Entwicklung einer kooperativen Patiententransporthilfe für den Rettungsdienst

  • Development of a cooperative patient transportation aid for emergency medical services

Verjans, Mark; Radermacher, Klaus (Thesis advisor); Flemisch, Frank O. (Thesis advisor)

Düren : Shaker (2021)
Book, Dissertation / PhD Thesis

In: Aachener Beiträge zur Medizintechnik 65
Page(s)/Article-Nr.: 194 Seiten : Illustrationen, Diagramme

Dissertation, RWTH Aachen University, 2021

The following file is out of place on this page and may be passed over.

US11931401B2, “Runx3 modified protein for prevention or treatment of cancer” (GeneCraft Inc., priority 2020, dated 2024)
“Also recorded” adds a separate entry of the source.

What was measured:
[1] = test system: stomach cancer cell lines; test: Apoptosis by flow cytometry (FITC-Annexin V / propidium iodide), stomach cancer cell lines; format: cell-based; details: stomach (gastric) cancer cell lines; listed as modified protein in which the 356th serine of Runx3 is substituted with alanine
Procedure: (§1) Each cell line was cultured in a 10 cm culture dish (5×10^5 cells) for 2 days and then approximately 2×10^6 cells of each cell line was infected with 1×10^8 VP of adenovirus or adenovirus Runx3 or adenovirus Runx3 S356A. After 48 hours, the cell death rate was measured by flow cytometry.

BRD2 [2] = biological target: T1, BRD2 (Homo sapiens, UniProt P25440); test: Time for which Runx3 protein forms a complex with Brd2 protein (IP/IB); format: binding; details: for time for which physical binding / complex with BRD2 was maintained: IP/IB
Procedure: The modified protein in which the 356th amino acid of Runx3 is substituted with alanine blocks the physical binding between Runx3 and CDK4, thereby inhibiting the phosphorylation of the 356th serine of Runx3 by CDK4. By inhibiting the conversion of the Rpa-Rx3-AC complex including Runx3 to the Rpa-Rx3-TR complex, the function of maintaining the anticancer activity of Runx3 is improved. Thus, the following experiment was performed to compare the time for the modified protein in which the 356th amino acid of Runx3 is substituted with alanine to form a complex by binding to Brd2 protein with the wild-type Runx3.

The transport of patients is associated with great physical challenges for the employees of emergency medical services and the recommended load limits are exceeded regularly. Consequently, work-related injury and illness rates are far above the national average for this occupational group. One main reason for these high loads are obstacles in the transport route, such as stairs, which occur frequently and prevent the ergonomic use of current transportation aids. For these reasons, there is a need for transportation aids which can be universally used and reduce the loads of the user. In the context of this work, a new cooperative transportation aid is developed and evaluated. The general concept is based on the fusion of stair climbing kinematics, based on a triangular-shaped wheel carrier, with a self-stabilizing control. Within the scope of an initial risk analysis, instabilities and inaccuracies of the self-stabilizing control loop have proven to be particularly critical. A targeted control development and evaluation is necessary due to the special conditions and requirements of this application. Accordingly, both a model-predictive and sliding mode controller have been developed based on an analytical and adaptive model of the system. These controllers were assessed in an experimental evaluation regarding the resulting cooperative user interaction and their robustness against uncooperative patient behavior. It was found that the sliding mode controller has a more comfortable performance for the user and a high robustness despite slightly slower dynamics. Therefore, this sliding mode controller was transferred to a stair climbing prototype and the resulting usability was assessed in a first test. Within the scope of this study, a typical transport scenario was simulated and the working postures, user forces and perceived usability were evaluated in relation to ergonomic guidelines. It was shown that the new transport aid enables an upright and healthy posture for the lower back and that the user forces do not exceed an acceptable level. A comparison with transportation aids used currently shows that the new system has a similar ergonomic design to the caterpillar stair chair, which is considered in the literature to be the most ergonomic transportation aid available. In contrast to the caterpillar stair chair, however, the system developed here allows a more universal application, such as on curved stairs. Considering further possible optimizations, this system can, therefore, make a relevant contribution to relieving the workload of emergency rescue service personnel in the future.